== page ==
The Environmental Protection Agency has just released its annual Climate Protection Partnerships report, and it indicates that the U.S. is in a strong position to achieve economic growth – in other words, job growth – as it transitions to safer, healthier and more sustainable forms of energy. The report comes on top of great news for job growth in the solar industry, with as-yet untapped offshore wind energy and vast reserves of geothermal energy offering potential for even greater growth in the green jobs sector.
That’s something to keep in mind as the battle over the proposed Keystone XL pipeline gathers a new head of steam. Now that the State Department has delivered a required environmental report, it has to move forward and consult with other U.S. agencies to consider a variety of potential impacts the project could have on the public, and that includes economic impacts.
The 2012 Climate Protection Partnerships Report
The latest year for which statistics are available is 2012, hence the formal title of the report, “EPA’s Office of Atmospheric Programs Climate Protection Partnerships 2012 Annual Report.”
The report highlights the achievements of EPA partnerships with more than 21,000 organizations, impacting millions of individuals with new clean energy and energy efficiency programs, including the ENERGY STAR and Green Power Partnership programs.
Here’s a taste of the results for 2012:
- Prevention of 365 million metric tons of U.S. greenhouse gas emissions (about the same emissions from electricity used by 50 million homes).
- A $26 billion savings on utility bills with and assist from ENERGY STAR.
- Emissions equal to the electricity used by more than 10 million homes prevented by methane and fluourinated greenhouse-gas-program partners, using tools and resources developed by EPA.
- The Green Power Partnership, a voluntary program launched back in 2001, included more than 1,400 organizations with a combined commitment of approximately 29 billion kilowatt-hours of green power annually.
- Another 2001 voluntary initiative, the Combined Heat and Power Partnership, included more than 450 partners with more than 5,700 megawatts of new combined heat and power installed.
Climate protection and economic growth
The Climate Protection Partnerships predate and support President Obama’s Climate Action Plan, which was announced in June 2013. In fact, some elements of the program go back 20 years including at least two launched during the Bush administration.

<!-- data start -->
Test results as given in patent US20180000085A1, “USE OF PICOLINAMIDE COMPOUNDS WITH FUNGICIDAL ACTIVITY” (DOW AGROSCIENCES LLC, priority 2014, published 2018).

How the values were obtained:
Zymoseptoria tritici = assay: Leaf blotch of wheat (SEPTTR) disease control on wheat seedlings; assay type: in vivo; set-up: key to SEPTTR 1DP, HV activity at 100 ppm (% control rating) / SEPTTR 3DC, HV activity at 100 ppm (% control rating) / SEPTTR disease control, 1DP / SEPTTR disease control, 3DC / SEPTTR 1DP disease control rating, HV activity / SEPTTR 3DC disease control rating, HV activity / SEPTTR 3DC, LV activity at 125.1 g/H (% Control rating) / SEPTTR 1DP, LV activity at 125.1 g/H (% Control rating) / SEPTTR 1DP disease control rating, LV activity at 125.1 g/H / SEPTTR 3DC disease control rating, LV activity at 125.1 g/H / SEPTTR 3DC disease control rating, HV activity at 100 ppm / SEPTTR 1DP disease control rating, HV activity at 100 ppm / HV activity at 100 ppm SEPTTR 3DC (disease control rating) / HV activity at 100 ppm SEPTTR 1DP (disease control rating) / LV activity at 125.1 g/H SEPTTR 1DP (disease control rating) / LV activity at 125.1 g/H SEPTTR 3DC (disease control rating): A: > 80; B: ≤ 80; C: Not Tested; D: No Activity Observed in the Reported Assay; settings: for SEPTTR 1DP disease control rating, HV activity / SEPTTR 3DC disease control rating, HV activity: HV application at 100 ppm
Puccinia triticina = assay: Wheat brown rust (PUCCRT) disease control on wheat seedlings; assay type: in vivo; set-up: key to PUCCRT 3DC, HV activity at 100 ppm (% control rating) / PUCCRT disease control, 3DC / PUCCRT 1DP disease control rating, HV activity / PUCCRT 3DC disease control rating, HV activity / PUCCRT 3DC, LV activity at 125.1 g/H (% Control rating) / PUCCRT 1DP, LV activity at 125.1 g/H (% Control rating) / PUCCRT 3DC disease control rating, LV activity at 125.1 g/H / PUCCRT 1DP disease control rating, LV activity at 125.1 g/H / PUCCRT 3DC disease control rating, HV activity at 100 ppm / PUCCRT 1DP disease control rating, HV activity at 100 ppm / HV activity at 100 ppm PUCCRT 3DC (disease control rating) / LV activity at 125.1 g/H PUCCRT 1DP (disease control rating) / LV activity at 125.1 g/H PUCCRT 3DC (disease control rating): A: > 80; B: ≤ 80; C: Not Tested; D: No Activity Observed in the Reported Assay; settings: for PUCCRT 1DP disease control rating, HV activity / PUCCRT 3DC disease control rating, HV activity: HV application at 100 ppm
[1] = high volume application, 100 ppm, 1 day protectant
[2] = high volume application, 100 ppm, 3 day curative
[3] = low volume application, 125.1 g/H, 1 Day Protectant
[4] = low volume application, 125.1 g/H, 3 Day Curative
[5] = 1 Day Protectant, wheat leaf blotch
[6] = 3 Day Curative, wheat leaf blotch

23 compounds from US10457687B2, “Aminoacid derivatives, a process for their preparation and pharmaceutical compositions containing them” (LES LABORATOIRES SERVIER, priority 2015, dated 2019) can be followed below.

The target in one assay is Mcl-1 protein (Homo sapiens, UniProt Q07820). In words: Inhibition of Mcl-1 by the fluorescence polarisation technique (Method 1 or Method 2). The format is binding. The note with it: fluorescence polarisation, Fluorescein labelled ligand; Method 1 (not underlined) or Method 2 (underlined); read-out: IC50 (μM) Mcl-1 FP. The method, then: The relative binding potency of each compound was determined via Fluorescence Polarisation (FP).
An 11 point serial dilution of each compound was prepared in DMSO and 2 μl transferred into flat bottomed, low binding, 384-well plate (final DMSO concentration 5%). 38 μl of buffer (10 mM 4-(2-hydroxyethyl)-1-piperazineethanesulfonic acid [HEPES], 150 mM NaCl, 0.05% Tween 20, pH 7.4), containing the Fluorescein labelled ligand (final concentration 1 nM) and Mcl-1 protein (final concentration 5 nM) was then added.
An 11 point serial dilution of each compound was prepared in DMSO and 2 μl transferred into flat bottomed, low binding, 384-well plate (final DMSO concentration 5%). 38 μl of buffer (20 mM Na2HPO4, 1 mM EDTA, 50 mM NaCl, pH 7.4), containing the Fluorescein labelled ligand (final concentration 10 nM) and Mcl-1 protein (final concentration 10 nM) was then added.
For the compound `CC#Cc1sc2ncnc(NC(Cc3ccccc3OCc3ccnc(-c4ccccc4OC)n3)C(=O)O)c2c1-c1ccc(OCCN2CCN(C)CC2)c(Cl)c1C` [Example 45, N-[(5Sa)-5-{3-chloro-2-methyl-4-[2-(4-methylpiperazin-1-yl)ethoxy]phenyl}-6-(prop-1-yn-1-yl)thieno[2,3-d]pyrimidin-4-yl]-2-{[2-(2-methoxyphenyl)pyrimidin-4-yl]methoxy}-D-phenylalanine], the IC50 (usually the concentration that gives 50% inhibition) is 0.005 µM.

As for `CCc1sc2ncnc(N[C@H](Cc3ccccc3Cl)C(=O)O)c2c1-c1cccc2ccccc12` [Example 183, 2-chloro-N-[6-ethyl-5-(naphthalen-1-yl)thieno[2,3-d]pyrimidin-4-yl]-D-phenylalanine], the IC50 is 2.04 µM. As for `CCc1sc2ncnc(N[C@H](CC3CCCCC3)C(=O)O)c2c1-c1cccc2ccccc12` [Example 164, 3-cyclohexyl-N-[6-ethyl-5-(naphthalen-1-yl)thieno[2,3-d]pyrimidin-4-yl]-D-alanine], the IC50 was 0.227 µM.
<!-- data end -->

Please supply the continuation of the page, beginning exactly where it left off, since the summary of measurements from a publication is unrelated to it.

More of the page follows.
As for the consistency of that timeline, in an introduction to the new report EPA Chief Gina McCarthy points out that compliance with the Clean Air Act has been an overall winner for the U.S. economy:
…Every dollar we’ve invested to comply with the Clean Air Act has returned $4 to $8 in economic benefits. A clean and healthy environment lays the foundation for a strong, sustainable economy.”
You can see that reflected in the EPA’s top-ranked Green Power Partners. Along with government agencies and academic institutions, the quarterly list of 100 percent green power users (including purchased offsets) boasts healthy representation from the private sector including Intel, Whole Foods, Staples, Herman Miller, and of course, the Empire State Building.
With winter sports upon us, let’s also note that the National Hockey League was the first pro sports league to join the Green Power Partnership, with support from the National Resources Defense Council for its efforts to preserve a hockey-friendly climate in the U.S.
In that regard, McCarthy draws a stark picture of the devastating economic consequences of inaction:
Scientists have observed changes in precipitation, rising sea level, melting ice and altered weather patterns, including more frequent and intense storms…These changes come with devastating consequences and real economic costs to Americans. Last year alone, the second costliest year ever recorded in terms of disasters, the U.S. endured 11 different weather and climate events with estimated losses exceeding $1 billion each.”
That’s not even counting the economic fallout from recent fossil fuel-related disasters — such as the Kalamazoo River diluted bitumen spill in Michigan, the long-term damage to Louisiana ecosystems from oil industry infrastructure, and the West Virgina chemical spill, which involved a compound used to prepare coal.
Add California’s ongoing and devastating drought this year, and you have a compelling case for aggressive action.